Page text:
CRHS student raising awareness of homeless LGBTQ teenagers

CRHS student raising awareness of homeless LGBTQ teenagers

Anna Patricious is pictured with Carlos Talavera, one of her best friends from drama.

Anna Patricios, a junior at Coral Reef High School, wants the community to know that there is a huge population of LGBTQ teenagers that are homeless — because of who they are.

LGBTQ is an acronym that stands for Lesbian, Gay, Bisexual, Trans and Questioning, and is used to designate a community of people whose sexual or gender identities can create shared political and social concerns. The LGBTQ acronym does not encompass everybody and different organizations or people may use fewer or more letters.

Patricios will be hosting The Rainbow Connection, a showcase fundraiser to collect moneys and bring awareness to the public about this important issue, on Thursday, April 21. The event will take place at 7 p.m. at the Dave and Mary Alper JCC, 11155 SW 112 Ave.

There will be a silent auction beginning at 7 p.m. with artwork from Coral Reef High School’s Art Magnet students, followed by a showcase of theater, song and dance. The performances feature the National Dance Champion Coral Reef Varsity Cudettes, a barber shop quartet called Perfect Fourth, musical numbers from Miami Children’s Theater productions of The Producers and Hairspray, and a scene from the comedy Parallel Lives, which was awarded Critics Choice at the 2016 Florida State Thespian Festival.

As a performer at the Miami Children’s Theater at the JCC, Patricios is very involved with musical theater. As a drama student she has made friends with people who have to overcome their differences to be able to put on good shows, no matter their background, religion, financial situation, race, or sexual preference. These lessons allowed her to apply this experience to everyday life when collaborating with LGBTQ teenagers at school and at the theater.

Patricios has met several of her best friends through the theater; and they happen to be gay.

“I never understood why some of them were scared to come out to their parents, because my parents have always told me no matter who I love they would always love me,” she said.

One of her friends confessed he was ready to tell his father that he was gay and was worried that his father would kick him out of the house. He asked if she would let him stay at her place. The realization that he could end up homeless was devastating to her. This made her come to grips with the fact that kids would become ostracized from their families and become homeless just for loving someone else; she knew she wanted to do something about it.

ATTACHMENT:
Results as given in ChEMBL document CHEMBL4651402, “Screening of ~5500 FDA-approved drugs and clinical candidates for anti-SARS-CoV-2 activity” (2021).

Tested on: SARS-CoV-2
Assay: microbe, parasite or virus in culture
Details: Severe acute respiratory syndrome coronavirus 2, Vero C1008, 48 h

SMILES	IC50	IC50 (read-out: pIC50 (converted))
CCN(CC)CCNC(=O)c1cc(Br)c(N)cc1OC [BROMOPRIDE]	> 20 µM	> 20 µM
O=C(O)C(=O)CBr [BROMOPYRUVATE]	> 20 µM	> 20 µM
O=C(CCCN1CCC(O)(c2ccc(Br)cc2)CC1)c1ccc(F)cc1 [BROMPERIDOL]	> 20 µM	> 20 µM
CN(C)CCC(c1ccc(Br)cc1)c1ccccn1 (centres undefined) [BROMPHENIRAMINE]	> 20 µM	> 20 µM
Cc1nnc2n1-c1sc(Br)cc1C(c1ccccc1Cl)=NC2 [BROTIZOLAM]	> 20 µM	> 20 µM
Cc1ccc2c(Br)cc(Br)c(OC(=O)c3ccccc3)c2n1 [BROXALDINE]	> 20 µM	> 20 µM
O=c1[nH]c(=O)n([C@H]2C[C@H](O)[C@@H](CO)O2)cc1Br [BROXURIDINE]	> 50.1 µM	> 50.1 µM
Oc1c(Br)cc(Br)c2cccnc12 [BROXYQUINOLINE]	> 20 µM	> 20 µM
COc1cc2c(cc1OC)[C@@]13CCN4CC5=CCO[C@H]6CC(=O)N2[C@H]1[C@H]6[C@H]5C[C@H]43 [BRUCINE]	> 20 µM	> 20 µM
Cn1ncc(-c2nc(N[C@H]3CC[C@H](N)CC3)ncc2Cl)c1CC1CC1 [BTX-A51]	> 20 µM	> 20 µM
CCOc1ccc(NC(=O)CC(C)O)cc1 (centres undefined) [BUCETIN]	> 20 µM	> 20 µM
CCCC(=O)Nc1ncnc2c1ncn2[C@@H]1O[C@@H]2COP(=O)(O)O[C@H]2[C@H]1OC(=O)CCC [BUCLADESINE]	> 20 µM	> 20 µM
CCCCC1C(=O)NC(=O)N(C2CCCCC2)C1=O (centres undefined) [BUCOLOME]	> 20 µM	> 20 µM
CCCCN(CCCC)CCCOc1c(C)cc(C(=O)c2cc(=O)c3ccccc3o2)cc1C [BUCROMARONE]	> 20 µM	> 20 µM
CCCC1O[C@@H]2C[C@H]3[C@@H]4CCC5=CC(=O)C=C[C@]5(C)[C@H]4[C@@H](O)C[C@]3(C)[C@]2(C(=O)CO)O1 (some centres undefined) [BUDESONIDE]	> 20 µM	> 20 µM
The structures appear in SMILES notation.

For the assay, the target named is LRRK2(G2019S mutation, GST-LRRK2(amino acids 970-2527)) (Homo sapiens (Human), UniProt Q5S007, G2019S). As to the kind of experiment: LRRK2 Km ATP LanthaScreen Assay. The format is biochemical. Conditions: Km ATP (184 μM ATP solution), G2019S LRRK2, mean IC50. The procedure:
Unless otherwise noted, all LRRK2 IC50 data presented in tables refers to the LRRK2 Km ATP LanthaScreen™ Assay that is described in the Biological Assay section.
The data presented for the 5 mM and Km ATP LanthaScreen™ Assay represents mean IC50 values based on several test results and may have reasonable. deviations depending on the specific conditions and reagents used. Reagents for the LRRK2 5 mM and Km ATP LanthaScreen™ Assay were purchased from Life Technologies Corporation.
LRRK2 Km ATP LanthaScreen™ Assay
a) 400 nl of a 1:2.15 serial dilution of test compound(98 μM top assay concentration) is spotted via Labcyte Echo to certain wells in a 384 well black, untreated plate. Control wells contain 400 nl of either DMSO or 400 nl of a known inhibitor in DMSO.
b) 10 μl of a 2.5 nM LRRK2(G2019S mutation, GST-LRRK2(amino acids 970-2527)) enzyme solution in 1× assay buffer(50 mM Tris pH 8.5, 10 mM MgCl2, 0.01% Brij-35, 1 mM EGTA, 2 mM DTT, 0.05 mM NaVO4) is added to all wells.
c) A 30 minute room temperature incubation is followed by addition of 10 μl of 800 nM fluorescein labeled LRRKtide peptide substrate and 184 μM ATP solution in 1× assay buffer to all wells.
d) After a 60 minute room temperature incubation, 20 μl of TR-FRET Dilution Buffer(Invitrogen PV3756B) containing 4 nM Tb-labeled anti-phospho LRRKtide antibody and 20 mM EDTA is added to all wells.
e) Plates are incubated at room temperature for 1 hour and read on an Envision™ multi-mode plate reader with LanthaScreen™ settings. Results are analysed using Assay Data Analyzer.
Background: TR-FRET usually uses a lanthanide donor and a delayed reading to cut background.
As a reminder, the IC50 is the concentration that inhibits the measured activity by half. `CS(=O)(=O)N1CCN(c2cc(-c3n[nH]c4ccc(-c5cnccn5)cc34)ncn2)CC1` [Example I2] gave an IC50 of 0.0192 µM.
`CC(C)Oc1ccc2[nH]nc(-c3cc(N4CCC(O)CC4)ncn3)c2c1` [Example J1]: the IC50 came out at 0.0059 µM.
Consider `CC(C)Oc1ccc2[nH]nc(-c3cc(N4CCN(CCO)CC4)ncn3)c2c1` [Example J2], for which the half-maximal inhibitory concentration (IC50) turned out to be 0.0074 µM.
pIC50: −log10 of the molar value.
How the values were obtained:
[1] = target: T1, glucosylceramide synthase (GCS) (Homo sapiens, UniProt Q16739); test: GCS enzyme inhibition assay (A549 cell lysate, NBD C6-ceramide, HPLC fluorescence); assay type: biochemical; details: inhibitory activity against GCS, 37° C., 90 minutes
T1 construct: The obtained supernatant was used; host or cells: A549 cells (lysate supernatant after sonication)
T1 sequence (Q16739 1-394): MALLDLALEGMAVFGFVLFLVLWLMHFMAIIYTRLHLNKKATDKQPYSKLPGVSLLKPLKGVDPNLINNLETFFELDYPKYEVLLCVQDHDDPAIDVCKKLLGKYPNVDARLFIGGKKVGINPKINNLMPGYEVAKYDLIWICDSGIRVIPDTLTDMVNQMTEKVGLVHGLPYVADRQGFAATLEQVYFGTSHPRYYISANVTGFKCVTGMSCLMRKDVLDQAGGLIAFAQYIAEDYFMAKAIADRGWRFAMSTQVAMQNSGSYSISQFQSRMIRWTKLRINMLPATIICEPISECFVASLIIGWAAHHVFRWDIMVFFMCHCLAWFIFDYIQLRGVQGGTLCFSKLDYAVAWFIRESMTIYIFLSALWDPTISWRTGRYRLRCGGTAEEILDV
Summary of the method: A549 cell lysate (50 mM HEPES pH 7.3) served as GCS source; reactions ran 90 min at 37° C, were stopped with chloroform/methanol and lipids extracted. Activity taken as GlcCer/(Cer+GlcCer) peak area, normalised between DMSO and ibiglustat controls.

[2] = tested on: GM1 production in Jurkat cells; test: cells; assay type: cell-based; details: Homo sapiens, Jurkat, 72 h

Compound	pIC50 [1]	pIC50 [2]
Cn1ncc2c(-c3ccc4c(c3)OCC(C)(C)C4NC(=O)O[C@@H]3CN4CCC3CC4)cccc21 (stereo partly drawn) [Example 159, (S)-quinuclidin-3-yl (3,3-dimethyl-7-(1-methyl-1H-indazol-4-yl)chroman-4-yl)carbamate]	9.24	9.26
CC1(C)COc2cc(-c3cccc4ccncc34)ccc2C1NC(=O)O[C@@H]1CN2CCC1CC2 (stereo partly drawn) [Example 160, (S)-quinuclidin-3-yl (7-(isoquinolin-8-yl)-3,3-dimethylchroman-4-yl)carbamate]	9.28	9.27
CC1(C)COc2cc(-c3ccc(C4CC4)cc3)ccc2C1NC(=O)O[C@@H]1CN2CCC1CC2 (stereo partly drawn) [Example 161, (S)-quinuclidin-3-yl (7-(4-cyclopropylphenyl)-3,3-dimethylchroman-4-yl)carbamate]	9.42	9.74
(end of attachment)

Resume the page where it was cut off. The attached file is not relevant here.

This past summer, while participating with the MCCJ diversity leadership camp, Metrotown, she became more educated about social and racial issues, as well as the challenges faced by the LGBT community.

“I have never had a more enlightening and humbling experience,” Patricios said. “There I came to the realization this was a cause I was very passionate about and they guided me with ideas on how to be a true ally to the community.”

According to research by The Williams Institute, a national homeless organization, Patricios discovered 40 percent of homeless youth served by agencies identify as LGBTQ.

“This is a real problem in our society, but I realized that several of my friends identify as LGBT and this could happen to any one of them,” Patricios explained.

Although the community has made a lot of progress including achieving marriage equality, this has actually caused a surge in homeless LGBTQ youth who became inspired to reveal their true selves and unfortunately ended up on the streets. This group has a higher risk of being victims of crime, human trafficking, or exploitation. She wants to make sure that society is more accepting and understanding that sexual preference or gender identity does not make one evil, bad, or unlovable.

“No child should be homeless because of who they are or who they love,” Patricios said.

The Rainbow Connection proceeds will be shared between Project SAFE (a collaboration between Pridelines and The Alliance for GLBTQ youth) and Camillus House LGBTQ Youth Homeless Services. Tickets can be purchase online at or at the door. Adult tickets are $20 and students are $10.

For more information on how you can get involved, send email to Anna Patricios at

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